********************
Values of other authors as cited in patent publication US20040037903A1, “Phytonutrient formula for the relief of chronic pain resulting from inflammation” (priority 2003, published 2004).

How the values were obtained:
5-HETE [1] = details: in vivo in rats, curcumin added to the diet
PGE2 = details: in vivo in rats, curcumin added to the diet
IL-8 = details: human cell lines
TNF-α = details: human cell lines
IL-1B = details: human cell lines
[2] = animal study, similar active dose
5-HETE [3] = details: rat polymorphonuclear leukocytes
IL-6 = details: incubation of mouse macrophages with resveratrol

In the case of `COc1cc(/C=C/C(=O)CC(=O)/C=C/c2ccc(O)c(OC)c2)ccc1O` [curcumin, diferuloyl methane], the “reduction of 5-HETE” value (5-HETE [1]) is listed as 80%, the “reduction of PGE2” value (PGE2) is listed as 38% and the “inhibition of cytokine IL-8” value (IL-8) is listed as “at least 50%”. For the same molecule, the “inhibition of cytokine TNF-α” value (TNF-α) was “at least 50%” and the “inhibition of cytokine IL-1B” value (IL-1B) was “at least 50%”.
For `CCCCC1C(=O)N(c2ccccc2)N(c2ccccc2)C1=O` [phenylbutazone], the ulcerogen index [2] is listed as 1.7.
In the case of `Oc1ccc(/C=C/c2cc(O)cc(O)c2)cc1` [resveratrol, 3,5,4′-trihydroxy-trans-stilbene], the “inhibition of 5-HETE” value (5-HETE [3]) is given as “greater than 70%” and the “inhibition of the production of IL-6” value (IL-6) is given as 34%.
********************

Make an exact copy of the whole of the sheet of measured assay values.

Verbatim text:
Values of other authors as cited in patent publication US20040037903A1, “Phytonutrient formula for the relief of chronic pain resulting from inflammation” (priority 2003, published 2004).

How the values were obtained:
5-HETE [1] = details: in vivo in rats, curcumin added to the diet
PGE2 = details: in vivo in rats, curcumin added to the diet
IL-8 = details: human cell lines
TNF-α = details: human cell lines
IL-1B = details: human cell lines
[2] = animal study, similar active dose
5-HETE [3] = details: rat polymorphonuclear leukocytes
IL-6 = details: incubation of mouse macrophages with resveratrol

In the case of `COc1cc(/C=C/C(=O)CC(=O)/C=C/c2ccc(O)c(OC)c2)ccc1O` [curcumin, diferuloyl methane], the “reduction of 5-HETE” value (5-HETE [1]) is listed as 80%, the “reduction of PGE2” value (PGE2) is listed as 38% and the “inhibition of cytokine IL-8” value (IL-8) is listed as “at least 50%”. For the same molecule, the “inhibition of cytokine TNF-α” value (TNF-α) was “at least 50%” and the “inhibition of cytokine IL-1B” value (IL-1B) was “at least 50%”.
For `CCCCC1C(=O)N(c2ccccc2)N(c2ccccc2)C1=O` [phenylbutazone], the ulcerogen index [2] is listed as 1.7.
In the case of `Oc1ccc(/C=C/c2cc(O)cc(O)c2)cc1` [resveratrol, 3,5,4′-trihydroxy-trans-stilbene], the “inhibition of 5-HETE” value (5-HETE [3]) is given as “greater than 70%” and the “inhibition of the production of IL-6” value (IL-6) is given as 34%.